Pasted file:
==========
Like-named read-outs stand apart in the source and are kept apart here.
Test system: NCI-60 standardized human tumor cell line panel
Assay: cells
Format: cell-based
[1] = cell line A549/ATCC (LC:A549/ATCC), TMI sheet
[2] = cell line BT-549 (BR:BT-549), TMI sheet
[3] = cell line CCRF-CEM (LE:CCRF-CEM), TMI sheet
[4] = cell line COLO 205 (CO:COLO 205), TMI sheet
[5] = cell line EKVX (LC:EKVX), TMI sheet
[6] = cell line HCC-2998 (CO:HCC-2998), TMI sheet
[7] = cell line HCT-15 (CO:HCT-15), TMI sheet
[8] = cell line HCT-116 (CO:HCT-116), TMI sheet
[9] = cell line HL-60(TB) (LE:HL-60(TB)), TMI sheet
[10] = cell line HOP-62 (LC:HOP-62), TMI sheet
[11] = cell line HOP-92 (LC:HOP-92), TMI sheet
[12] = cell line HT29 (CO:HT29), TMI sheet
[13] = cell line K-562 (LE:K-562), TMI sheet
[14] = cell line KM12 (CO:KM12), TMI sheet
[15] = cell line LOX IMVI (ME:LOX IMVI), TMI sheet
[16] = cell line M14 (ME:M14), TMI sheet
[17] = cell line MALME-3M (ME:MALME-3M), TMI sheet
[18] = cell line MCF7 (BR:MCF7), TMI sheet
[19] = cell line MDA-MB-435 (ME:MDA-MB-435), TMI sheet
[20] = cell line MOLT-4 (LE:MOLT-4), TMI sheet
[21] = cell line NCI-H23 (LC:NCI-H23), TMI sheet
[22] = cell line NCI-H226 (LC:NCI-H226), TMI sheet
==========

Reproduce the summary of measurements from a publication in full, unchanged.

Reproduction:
Like-named read-outs stand apart in the source and are kept apart here.
Test system: NCI-60 standardized human tumor cell line panel
Assay: cells
Format: cell-based
[1] = cell line A549/ATCC (LC:A549/ATCC), TMI sheet
[2] = cell line BT-549 (BR:BT-549), TMI sheet
[3] = cell line CCRF-CEM (LE:CCRF-CEM), TMI sheet
[4] = cell line COLO 205 (CO:COLO 205), TMI sheet
[5] = cell line EKVX (LC:EKVX), TMI sheet
[6] = cell line HCC-2998 (CO:HCC-2998), TMI sheet
[7] = cell line HCT-15 (CO:HCT-15), TMI sheet
[8] = cell line HCT-116 (CO:HCT-116), TMI sheet
[9] = cell line HL-60(TB) (LE:HL-60(TB)), TMI sheet
[10] = cell line HOP-62 (LC:HOP-62), TMI sheet
[11] = cell line HOP-92 (LC:HOP-92), TMI sheet
[12] = cell line HT29 (CO:HT29), TMI sheet
[13] = cell line K-562 (LE:K-562), TMI sheet
[14] = cell line KM12 (CO:KM12), TMI sheet
[15] = cell line LOX IMVI (ME:LOX IMVI), TMI sheet
[16] = cell line M14 (ME:M14), TMI sheet
[17] = cell line MALME-3M (ME:MALME-3M), TMI sheet
[18] = cell line MCF7 (BR:MCF7), TMI sheet
[19] = cell line MDA-MB-435 (ME:MDA-MB-435), TMI sheet
[20] = cell line MOLT-4 (LE:MOLT-4), TMI sheet
[21] = cell line NCI-H23 (LC:NCI-H23), TMI sheet
[22] = cell line NCI-H226 (LC:NCI-H226), TMI sheet